The rise of the Canadian flexspace market

The rise of the Canadian flexspace market

With the pre-pandemic trend for hybrid working in North America showing no sign of slowing, there’s never been a better time for investors to explore the opportunity

Canada, the second largest country in the world, famous for its wild beauty, ice hockey, hi-tech industries, and natural resources, now has another accolade to boast about: the North American nation has been crowned the best country for remote working in 2021.

It comes as no surprise to Wayne Berger. The CEO of the Americas for IWG says the country was already seeing a move towards a more hybrid model of work before the pandemic. A 2019 CBRE report showed that Canada’s flexspace market had expanded by 303% in five years, with flexspace companies, such as IWG, growing their footprint from 1.5m sq ft in 2014 to more than 6.1m sq ft in 2019.

”Trends such as increased remote working and companies eschewing large, city centre offices with long leases, for smaller, suburban hubs closer to workers’ homes, were already gaining momentum over the last five years,” explains Berger. “Covid-19 has just accelerated that change.”

Berger says the move is today being driven by demand from the country’s service-based industries – a sector that employs 80% of the Canadian population. “We’re seeing companies in this industry shifting from a workplace centricity model – the requirement for employees to travel to one designated workplace only – to a more ubiquitous model, where employees can work wherever and whenever they need to, in order to achieve their objectives and produce results,” he says.

These firms are therefore investing in flexible office spaces as a solution, meeting the demand from staff for greater choice but also reducing capital expenditure while they continue to grow and pivot their business in a post-Covid-19 world.

Other sectors investing in Canadian flexspace include banking – with most of this interest concentrated in the key cities of Vancouver, Montreal and Toronto.

But Berger points out that a lot of the growth is now also happening in the suburban, regional areas. According to a January 2021 report, Montreal and Toronto both saw a record exodus of people from July 2019 to July 2020 as urban dwellers moved to the suburbs, smaller towns and rural areas to work remotely. Toronto lost 50,375 people over those 12 months while nearby Oshawa, Ontario saw its population grow by 2.1% – the fastest population growth in the country. Kitchener, Cambridge and Waterloo in Ontario were all tied with Halifax, Nova Scotia, for the second-fastest growth, at 2%

An investment opportunity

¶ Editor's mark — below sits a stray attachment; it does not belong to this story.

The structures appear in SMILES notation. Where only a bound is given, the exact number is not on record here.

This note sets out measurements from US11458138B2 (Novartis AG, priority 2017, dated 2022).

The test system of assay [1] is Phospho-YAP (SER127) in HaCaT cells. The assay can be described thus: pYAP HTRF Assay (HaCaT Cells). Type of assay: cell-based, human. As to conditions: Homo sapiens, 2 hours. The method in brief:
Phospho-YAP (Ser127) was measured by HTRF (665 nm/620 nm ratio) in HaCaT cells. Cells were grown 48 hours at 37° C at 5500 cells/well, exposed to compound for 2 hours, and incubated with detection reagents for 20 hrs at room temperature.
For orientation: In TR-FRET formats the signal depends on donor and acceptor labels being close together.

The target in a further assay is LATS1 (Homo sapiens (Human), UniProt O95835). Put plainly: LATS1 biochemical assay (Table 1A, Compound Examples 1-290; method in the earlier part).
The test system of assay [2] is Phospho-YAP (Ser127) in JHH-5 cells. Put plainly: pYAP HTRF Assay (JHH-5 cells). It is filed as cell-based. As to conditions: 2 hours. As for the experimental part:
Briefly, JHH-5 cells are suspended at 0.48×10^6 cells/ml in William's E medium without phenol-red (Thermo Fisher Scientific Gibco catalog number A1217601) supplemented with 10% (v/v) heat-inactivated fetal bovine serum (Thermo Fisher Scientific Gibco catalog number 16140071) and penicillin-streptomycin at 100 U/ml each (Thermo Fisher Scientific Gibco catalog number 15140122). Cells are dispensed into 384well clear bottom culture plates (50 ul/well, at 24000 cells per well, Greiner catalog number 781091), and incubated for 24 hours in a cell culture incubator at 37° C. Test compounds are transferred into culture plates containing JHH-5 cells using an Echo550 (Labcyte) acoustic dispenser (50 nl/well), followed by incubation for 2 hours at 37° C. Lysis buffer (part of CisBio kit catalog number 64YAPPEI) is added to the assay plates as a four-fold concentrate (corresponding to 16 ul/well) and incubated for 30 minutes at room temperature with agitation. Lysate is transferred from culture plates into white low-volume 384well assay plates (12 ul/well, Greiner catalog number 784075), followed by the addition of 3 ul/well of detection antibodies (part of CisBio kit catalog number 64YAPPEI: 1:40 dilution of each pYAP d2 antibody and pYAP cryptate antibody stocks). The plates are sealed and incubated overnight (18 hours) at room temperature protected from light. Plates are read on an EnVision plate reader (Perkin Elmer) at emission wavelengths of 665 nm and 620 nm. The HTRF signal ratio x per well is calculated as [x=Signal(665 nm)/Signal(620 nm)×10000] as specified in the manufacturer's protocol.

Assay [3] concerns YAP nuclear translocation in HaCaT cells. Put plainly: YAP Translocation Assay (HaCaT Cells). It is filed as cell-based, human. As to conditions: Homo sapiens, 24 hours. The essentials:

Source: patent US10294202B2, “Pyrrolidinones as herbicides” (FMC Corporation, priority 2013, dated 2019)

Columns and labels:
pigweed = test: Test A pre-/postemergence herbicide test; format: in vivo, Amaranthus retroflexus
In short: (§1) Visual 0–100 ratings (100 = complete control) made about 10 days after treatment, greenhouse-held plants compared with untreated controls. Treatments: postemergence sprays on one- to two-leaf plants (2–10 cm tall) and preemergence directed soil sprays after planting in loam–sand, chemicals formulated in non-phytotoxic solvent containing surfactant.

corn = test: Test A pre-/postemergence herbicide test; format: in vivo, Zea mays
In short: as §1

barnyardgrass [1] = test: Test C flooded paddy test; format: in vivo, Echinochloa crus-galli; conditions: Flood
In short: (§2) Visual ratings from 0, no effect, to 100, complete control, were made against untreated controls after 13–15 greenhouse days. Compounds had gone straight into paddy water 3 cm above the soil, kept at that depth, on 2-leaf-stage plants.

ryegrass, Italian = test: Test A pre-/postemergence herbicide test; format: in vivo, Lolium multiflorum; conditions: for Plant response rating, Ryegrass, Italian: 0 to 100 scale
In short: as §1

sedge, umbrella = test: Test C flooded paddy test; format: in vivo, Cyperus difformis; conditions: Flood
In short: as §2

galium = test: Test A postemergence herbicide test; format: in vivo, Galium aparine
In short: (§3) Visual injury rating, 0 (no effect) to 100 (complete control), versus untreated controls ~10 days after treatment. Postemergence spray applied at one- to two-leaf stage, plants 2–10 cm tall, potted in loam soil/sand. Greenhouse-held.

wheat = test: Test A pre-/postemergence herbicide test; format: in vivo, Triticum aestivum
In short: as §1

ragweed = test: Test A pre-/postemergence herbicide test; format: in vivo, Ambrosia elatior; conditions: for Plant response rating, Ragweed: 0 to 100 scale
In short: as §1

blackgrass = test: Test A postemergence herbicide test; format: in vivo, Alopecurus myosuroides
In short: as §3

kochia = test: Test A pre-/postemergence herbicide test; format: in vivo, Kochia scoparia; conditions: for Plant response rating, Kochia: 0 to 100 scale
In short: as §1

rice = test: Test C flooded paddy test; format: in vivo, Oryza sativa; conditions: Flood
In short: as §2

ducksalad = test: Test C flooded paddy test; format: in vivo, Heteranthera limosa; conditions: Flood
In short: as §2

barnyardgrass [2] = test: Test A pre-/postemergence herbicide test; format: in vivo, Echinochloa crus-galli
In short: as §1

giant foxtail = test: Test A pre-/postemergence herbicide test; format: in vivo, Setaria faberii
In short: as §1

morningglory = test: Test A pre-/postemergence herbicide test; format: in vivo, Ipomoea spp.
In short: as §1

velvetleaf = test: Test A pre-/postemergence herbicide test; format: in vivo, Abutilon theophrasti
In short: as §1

Berger predicts the next few years will see a large-scale shift towards flexspace. “As the world goes through a post-pandemic economic recovery, companies will be looking for ways to preserve cash in their business,” he explains. “Many will be looking to reduce capital intensive costs, such as inflexible real estate leases, and the millions of dollars required to build and maintain their own workspaces.”

“This will only be encouraged by businesses who’ve witnessed their staff do really well and flourish during hybrid working environments,” he adds

Even after the pandemic is no longer a focal point, he expects demand for flexspace to continue to grow in Canada. The environment, for example, will be the next crisis to tackle and the hybrid model offers a much more sustainable way of working, reducing or eliminating commutes and cutting carbon emissions.

Canada presents a tremendous opportunity for investors. Chris Bonneville, IWG Network Growth Director for Canada, says the brand is particularly suited for the Canadian market. “IWG has more than 30 years experience within the sector and the expertise we can offer represents an unparalleled opportunity for franchise partners to capitalise on the inevitable demand for flexible workspace in a post-pandemic era,” he says.

He adds that IWG’s brand recognition is also a huge bonus for investors, in terms of attracting new clients – particularly in less commercially developed suburban areas. Also compared with other industries that offer franchise partnerships, such as fitness and hospitality, the future of flexible workspaces is demonstrably bright.

“This pandemic has changed a lot of things, but most certainly it's changed the way we work,” he explains. “People need more flexibility from their companies when it comes to work. IWG understands the need to meet that future reality and they're ready to step into that new world of work.”

Bonneville is hugely optimistic about the future of its Canadian franchises and expects the flexspace market to see steady growth in the country, mostly in the second half of 2021. “IWG currently has centres in 130 locations, and I see no reason why, with more franchise partners, this couldn’t grow exponentially within the next few years,” he says.

IWG is keen to bring in more local expertise and for people to take ownership of a specific area. "We are actively recruiting entrepreneurial and passionate franchise partners to assist us with expanding our network of flexible workspaces across Canada. One of the key benefits for new franchise partners is their ability to exclusively choose the areas they want to grow" he adds.

"We are excited to recruit franchise partners within Canada. There's never been a more opportune time to invest in the growing flexible workspace industry."

Looking to capitalise on the growing trend for suburban flexspace? Find out more about IWG’s franchising partnerships